Can You Lose Fat and Build Muscle at the Same Time?
Episode #6 of the course Fat loss for fitness enthusiasts by Theo Brenner-Roach
It’s the stuff dreams are made of, isn’t it?
I mean, how times have you wished you could do exactly that?
It would save a load of time, and you’d look awesome at the end—no additional fat loss or muscle building stages needed.
But is it possible? Well, yes, it is possible but not for everyone.
How does it work?
Every day, your body completes a process called protein synthesis, where it uses protein to remove faulty cells, repair damaged cells, and build new ones.
When you lift weights, you damage the cells in your muscle fibers, which signals the body to increase protein synthesis rates in order to repair this damage.
Your body then adapts by adding new cells that make your muscles bigger and stronger.
To build muscle, the rate of protein synthesis must be greater than the rate of protein breakdown, and this is where it gets tricky.
You already know that to lose fat, you need to be in a calorie deficit, and as we said in the 1st lesson, this is where your energy output is greater than your energy input, i.e. burning more calories than you eat.
The problem is that when you eat in a deficit, your body reduces its rate of protein synthesis, which directly impacts your ability to create new muscle fiber cells.
For many people, this coupled with the usual diet and training mistakes they encounter makes it too difficult to keep their protein synthesis rates high enough to build muscle in a calorie deficit.
Who CAN Lose Fat and Build Muscle at the Same Time?
Something magical happens when you’re new to working out.
This phenomenon is commonly known as “newbie gains” and refers to the initial period where you’re primed for rapid improvements across the board, particularly with building muscle and strength, due to your untrained state.
This effect is short lived and, for most people, will not last more than 6 months.
To make it work, you want to get yourself into a small calorie surplus, get yourself a well-structured training program, apply progressive overload, and work freaking hard.
2. Overweight People
This is truer the more untrained you are.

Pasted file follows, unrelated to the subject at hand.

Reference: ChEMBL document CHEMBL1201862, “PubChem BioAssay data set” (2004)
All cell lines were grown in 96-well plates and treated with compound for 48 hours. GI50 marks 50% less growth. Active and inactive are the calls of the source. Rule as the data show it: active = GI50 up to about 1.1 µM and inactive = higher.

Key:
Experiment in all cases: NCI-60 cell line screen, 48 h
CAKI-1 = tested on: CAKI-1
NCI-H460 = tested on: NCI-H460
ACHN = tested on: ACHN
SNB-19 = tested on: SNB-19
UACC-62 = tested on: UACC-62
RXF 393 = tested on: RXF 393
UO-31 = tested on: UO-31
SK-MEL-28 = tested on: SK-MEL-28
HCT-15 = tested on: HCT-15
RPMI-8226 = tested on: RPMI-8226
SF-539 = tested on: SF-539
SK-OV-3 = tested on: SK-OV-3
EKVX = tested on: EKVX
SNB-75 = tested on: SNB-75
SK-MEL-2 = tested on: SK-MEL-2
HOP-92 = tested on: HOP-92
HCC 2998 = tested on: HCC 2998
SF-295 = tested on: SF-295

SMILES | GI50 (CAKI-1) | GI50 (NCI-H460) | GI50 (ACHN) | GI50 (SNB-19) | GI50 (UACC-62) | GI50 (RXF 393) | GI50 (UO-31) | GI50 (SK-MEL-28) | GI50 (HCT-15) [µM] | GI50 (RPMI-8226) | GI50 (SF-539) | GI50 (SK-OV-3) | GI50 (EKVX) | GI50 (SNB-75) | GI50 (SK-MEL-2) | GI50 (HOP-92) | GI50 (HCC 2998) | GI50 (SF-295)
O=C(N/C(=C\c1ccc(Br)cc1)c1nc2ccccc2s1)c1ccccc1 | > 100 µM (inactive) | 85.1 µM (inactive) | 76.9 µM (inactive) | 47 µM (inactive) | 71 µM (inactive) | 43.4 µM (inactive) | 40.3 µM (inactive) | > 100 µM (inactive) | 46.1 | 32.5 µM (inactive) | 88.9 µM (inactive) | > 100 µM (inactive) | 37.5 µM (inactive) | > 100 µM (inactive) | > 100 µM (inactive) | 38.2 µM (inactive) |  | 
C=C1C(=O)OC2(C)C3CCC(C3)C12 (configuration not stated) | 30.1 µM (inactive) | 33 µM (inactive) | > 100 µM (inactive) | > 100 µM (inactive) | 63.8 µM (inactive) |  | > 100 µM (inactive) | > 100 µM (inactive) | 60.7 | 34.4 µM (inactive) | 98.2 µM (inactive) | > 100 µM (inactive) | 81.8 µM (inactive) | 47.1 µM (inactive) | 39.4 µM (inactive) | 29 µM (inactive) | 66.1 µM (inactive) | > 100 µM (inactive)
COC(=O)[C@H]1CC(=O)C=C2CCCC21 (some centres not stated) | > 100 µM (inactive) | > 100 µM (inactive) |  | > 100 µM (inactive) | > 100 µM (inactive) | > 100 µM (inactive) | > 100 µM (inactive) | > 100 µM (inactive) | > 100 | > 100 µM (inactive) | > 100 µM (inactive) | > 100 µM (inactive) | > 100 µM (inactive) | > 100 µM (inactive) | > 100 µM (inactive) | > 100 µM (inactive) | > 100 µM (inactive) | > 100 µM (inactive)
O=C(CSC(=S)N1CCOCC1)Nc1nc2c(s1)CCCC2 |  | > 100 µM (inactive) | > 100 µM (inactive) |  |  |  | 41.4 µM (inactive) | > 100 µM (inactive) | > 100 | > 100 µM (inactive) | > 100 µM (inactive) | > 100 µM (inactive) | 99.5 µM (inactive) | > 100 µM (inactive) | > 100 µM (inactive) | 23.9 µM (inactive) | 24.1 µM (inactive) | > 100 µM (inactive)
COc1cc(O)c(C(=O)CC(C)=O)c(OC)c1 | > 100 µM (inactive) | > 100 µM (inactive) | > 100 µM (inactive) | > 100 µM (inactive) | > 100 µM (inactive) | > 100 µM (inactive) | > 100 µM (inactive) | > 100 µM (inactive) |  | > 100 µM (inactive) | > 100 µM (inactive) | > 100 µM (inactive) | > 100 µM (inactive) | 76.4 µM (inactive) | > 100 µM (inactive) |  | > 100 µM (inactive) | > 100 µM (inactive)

When overweight people start strength training seriously and eating in calorie deficit, they have this perfect storm of fat loss from the deficit but also an abundance of stored fat that the body uses as energy for the muscle-building process.
How fat and how much of a beginner you need to be for this to work is hard to say, but I think the safe bet is: the fatter you are and the more untrained you are, the higher your ability to lose fat and build muscle.
It’s important to note here that the stored fat doesn’t turn into muscle, but instead, it provides the energy necessary to fuel the muscle-building process.
To make it work, get yourself in a moderate calorie deficit (make sure you get sufficient protein) and onto a well-structured program, apply progressive overload, and work hard.
3. Those Coming Back after Time Off
Thanks to something called muscle memory, those who come back to training after a layoff due to injury or other circumstances can experience simultaneous fat loss and muscle gain.
For this to work, you must have built a decent amount of muscle to begin with, be relatively well trained, and have been off for at least 3 months.
Who CAN’T Lose Fat and Build Muscle at the Same Time?
Sadly, this is pretty much everyone else outside of this group of people, especially those who are close to their genetic potential.
The problem is that outside of the examples above, losing fat and building muscle will be increasingly difficult the better trained and leaner you are.
Not to mention that if it happens, it will be a slow process. You’re much better off focusing on 1 goal and cycling between fat loss and muscle building.
Yes, the process of losing fat while gaining muscle works, but it’s not for everyone.
You have to take into consideration your training plan, nutrition setup, training experience, and the speed you want results when deciding whether it’s right for you.
Strength Training Anatomy by Frederic Delavier
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